Stanford was preparing to take on UMass in the semifinals of this year's NIT on Tuesday night. It was about six minutes before game time when in comes Ray Lewis of the Baltimore Ravens. Watch how Lewis prepares these young men for the task at-hand (email subscribers click here).
Did you see what I saw? More importantly, did you hear what I heard? After the initial cheers welcoming Lewis, there was dead silence. We often misuse the term "college kids," as these are young men he's talking to. Some of them are bigger than him. As Division I basketball players, they're certainly taller. But look at them. Their eyes are locked on Lewis as if he's their dad.
Granted, being a perennial All-Pro and one of the toughest men to ever play football earns him a bit of respect. However, Lewis understands what everyone who works with young people should understand. They have to know you care about them first. Young people have to know that their success means something to you. Lewis spoke to them like a man who cared.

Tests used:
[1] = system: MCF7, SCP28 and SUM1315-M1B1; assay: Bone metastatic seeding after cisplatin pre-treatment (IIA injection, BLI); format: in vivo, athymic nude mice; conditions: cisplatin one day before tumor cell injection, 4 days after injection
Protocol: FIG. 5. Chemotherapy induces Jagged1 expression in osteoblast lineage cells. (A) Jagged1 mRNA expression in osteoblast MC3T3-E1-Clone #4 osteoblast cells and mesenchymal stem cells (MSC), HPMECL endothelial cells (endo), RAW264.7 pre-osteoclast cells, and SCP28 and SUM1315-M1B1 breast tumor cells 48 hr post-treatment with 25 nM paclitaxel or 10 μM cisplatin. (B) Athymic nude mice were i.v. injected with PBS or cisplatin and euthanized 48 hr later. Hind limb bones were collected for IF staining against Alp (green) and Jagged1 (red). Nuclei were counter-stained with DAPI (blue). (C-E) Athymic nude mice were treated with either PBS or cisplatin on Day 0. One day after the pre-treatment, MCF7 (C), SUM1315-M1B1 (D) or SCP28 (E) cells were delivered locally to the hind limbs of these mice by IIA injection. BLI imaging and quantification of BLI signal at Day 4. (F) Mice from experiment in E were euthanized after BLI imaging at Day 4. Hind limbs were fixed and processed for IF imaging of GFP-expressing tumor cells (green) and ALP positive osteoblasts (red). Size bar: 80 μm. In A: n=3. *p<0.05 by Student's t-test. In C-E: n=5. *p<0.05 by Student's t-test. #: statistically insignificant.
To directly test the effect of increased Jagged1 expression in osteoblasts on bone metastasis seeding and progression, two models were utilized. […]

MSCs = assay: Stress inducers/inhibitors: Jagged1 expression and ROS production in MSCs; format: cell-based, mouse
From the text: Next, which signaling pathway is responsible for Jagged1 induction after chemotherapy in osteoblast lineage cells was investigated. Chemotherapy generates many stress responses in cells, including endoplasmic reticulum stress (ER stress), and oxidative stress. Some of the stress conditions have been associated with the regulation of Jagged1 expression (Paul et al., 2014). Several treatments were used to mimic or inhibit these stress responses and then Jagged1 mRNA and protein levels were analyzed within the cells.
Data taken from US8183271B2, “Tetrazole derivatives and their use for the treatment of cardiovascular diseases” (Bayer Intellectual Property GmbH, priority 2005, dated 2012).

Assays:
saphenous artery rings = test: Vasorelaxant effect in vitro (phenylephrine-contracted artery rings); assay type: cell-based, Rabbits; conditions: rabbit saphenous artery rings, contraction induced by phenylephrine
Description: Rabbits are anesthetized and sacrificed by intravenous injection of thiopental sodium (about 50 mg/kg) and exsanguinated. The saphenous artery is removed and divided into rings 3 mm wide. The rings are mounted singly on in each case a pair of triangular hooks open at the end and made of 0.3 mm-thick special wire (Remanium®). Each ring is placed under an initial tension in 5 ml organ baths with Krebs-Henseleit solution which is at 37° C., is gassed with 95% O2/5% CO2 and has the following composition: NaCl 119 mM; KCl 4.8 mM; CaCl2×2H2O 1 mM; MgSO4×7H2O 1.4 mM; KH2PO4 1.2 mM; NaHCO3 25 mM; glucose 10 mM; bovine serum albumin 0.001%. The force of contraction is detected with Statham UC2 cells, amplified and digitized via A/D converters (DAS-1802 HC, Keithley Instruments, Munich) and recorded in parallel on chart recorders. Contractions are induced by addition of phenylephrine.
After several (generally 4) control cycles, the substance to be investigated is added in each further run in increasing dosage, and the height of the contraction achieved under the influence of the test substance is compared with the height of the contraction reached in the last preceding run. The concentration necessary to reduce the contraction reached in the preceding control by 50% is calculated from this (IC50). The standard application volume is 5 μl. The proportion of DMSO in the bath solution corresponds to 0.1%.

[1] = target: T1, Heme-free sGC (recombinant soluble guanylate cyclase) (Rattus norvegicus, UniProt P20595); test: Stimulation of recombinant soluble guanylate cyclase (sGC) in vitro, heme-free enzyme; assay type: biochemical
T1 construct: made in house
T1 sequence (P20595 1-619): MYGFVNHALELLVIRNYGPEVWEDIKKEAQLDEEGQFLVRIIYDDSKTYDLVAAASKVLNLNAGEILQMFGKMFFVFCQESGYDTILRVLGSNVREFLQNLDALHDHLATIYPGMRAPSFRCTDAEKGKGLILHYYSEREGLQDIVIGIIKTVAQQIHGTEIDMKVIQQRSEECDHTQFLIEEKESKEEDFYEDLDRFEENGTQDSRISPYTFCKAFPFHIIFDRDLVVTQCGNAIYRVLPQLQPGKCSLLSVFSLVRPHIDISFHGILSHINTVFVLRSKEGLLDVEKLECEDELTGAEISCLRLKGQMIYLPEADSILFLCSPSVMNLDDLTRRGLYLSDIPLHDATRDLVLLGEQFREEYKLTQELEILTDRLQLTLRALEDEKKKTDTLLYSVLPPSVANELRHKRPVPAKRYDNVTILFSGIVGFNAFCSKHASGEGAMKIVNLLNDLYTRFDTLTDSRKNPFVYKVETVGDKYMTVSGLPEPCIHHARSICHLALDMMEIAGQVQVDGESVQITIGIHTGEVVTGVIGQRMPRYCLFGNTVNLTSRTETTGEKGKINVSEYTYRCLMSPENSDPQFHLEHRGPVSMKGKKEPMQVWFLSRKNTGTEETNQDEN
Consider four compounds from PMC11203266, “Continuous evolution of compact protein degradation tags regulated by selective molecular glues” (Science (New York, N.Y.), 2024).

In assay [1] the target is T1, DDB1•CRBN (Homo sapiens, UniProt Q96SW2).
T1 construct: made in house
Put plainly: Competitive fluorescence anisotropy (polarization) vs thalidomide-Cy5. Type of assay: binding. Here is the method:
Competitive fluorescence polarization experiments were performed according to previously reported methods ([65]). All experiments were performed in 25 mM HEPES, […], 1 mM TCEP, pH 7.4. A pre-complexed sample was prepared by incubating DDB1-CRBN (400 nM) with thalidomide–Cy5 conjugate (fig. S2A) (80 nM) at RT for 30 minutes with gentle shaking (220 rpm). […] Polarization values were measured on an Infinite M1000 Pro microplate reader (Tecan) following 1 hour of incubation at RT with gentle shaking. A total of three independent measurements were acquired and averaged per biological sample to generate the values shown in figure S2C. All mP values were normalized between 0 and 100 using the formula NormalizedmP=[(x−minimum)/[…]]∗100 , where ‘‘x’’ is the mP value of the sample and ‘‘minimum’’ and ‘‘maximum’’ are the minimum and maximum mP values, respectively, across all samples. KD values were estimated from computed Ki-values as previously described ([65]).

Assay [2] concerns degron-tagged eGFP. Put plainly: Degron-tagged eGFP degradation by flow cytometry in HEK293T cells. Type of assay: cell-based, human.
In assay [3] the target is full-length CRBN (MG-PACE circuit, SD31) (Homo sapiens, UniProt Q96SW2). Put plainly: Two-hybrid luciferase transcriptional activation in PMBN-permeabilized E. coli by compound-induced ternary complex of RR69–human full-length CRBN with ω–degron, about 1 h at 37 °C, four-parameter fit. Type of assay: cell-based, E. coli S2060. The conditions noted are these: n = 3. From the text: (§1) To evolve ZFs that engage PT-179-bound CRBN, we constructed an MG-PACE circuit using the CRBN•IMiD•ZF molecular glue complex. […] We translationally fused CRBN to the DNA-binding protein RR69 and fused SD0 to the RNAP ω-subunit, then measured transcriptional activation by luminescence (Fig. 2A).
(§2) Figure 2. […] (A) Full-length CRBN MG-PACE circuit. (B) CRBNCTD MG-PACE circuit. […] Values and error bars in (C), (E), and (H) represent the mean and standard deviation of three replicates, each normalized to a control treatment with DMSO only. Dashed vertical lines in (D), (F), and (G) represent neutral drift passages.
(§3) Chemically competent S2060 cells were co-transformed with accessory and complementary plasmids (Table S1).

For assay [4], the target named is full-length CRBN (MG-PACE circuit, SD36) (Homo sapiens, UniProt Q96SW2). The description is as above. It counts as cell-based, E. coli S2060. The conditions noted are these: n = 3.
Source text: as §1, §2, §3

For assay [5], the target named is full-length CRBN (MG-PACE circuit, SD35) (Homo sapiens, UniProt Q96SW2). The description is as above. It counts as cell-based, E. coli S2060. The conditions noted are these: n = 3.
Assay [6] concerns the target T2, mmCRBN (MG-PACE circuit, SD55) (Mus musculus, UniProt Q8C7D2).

He also said something that should resonate with players, coaches and fans on every level as we chase trophies. "Wins and losses come a dime a dozen." This comes from a man who was Super Bowl MVP. He has a championship ring - probably THE championship ring - and he's telling these young people that effort and caring for your fellow man is far more important.
The Stanford players listened as listened well. They defeated UMass 74-64 on Tuesday and went on to face Minnesota on Thursday night for the title. Here's what happened in the championship game:
I could be way off on this, but I think Lewis' message got through to the guys. What do you think? Until next time...
Be a Good Sport!